By J. Scott Orr
Artists and animals have a long and lovesome past, with some of history's greatest artists sharing their lives with pets of every stripe. From Andy Warhol’s dachshund, to Frida Kahlo’s monkeys to Salvadore Dali’s ocelot, behind many of art’s greatest humans were non-human intimates.
Now, an East Village art gallery is hoping to build on that transition through its new exhibition Animalia, a group art show that explores the adamantine bonds between humans and their non-human companions.
Through history, animals have been friends, inspirations, emotional-support-givers, even muses to their two legged partners in the art world. Warhol immortalized his dachshund Archie in portrait. Kahlo created a self-portrait with her monkeys. David Hockney posed for a photograph before a wall of portraits of his dachshunds Stanley and Little Boodgie.
Fittingly, perhaps, Dali was associated with a most unusual collection of animal friends. He was pictured signing documents on the belly of his pet ocelot Baby. Even more bizarrely Dali-esque is a photo that captured the father of surrealism taking a pet anteater for a walk, though that one is acknowledged to have been staged.
Kahlo and her muralist husband Diego Rivera maintained a diverse and often rowdy menagerie of pets that included spider monkeys, cats, parrots, an eagle, a deer and a pack of Mexican hairless dogs. Her most famous work featuring animals is Self-Portrait with Monkey, painted in 1938. Apropos of nothing, but perhaps worth noting: the painting is now owned by pop megastar Madonna.
For some reason, dachshunds seem to be a preferred breed among the fine art crowd. In addition to Warhol and Hockney, weiner dogs were favorites of Picasso, Adolf Eberly, Pierre Bonnard, Max Liebermann and many others.
Picasso rendered likeness of his dachshund Lump at least 15 times after the canine joined his household in 1957, a gift from photojournalist David Douglas Duncan.
“This was a love affair,” Duncan said at the time. “Picasso would take Lump in his arms. He would feed him from his hand. Hell, that little dog just took over. He ran the damn house,” he said.
Hockney was so enamored of Stanley and Little Boodgie that he created a “dog wall” consisting of 15 etches of the dogs, separately and together, lounging in various states of calm and comfort.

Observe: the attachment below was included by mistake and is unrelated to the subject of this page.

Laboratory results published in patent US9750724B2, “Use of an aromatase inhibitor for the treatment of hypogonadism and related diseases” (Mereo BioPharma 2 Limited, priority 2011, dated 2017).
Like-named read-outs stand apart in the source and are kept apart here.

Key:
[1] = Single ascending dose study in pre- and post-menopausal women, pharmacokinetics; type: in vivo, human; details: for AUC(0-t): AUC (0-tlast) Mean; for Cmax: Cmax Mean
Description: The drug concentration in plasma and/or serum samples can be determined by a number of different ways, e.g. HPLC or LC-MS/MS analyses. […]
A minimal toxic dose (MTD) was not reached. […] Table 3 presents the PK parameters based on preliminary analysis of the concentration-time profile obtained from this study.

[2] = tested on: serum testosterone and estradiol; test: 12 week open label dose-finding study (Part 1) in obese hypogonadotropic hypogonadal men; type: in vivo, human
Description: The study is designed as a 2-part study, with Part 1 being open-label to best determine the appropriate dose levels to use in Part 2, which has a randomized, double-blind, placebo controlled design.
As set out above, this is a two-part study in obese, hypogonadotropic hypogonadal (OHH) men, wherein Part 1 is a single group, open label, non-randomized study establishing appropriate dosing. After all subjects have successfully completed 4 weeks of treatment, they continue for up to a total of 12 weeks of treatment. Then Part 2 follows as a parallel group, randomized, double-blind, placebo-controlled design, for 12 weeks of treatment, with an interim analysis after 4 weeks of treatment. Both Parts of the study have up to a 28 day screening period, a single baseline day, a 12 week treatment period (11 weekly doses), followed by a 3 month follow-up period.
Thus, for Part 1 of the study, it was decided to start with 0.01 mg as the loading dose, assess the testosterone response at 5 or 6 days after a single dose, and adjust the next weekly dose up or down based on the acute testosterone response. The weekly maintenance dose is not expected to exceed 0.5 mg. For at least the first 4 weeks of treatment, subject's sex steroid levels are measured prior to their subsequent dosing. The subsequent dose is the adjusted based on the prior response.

“They sleep with me; I’m always with them. They don’t go anywhere without me and only occasionally do I leave them. They’re like little people to me,” Hockney said.
Georgia O'Keeffe, doyenne of American modernist painting, fell for Bo and Chia, a pair of blue chow chows she received for Christmas in 1953 that she referred to as her "little people." She would own six chows in her lifetime.
Henri Matisse enjoyed the company of felines: while he had several favorites, including Minouche and Coussi, it was a black cat named la Puce (the Flea) he is said to have loved most. La Puce is featured on the lap of his daughter in the 1910 painting “Marguerite au chat noir” one of the French post-impressionist master’s few pieces featuring animals.
And there are countless other noteworthy animal lovers among art’s historical greats. Favoring cats were Gustav Klimt, Paul Klee, Frank Stella and Ansel Adams, among many others. Art giants who preferred canines for companionship: Edvard Munch, William Wegman, Jasper Johns, Robert Rauschenberg, Joan Jonas and William Hogarth.
Then there was Jackson Pollock who preferred the company of a feather friend, his pet crow Caw Caw. Apparently Caw Caw was not a very well-behaved pet, but that didn’t prevent his birdhouse from becoming part of the collection at the Pollock-Krasner House and Study Center in East Hampton.
Animalia, the EV Gallery Show, hopes to honor the tradition of artists partnering with their animal friends while at the same time giving local artists a chance to memorialize lost pets and show love for their current companions.
“We wanted to highlight the long history of animals and artists as partners in the creative process, so we decided to ask local artists to create original works that express their own relationships with their non-human loved ones,” said Kerri Lindström, who owns EV gallery and co-curated the show.
Curator Marie Suchan added that the idea grew from the grief she and Lindström experienced recently with the passing of their respective canines, Daisy and Bao Bao. “We wanted to give the artists in our community a chance to celebrate the lives of their pets through art. The response to our call for artists was overwhelming,” she said.
Scott Orr is a career writer, editor and a recovering political journalist. He writes for UP Magazine and is publisher of the East Village art magazine B Scene Zine.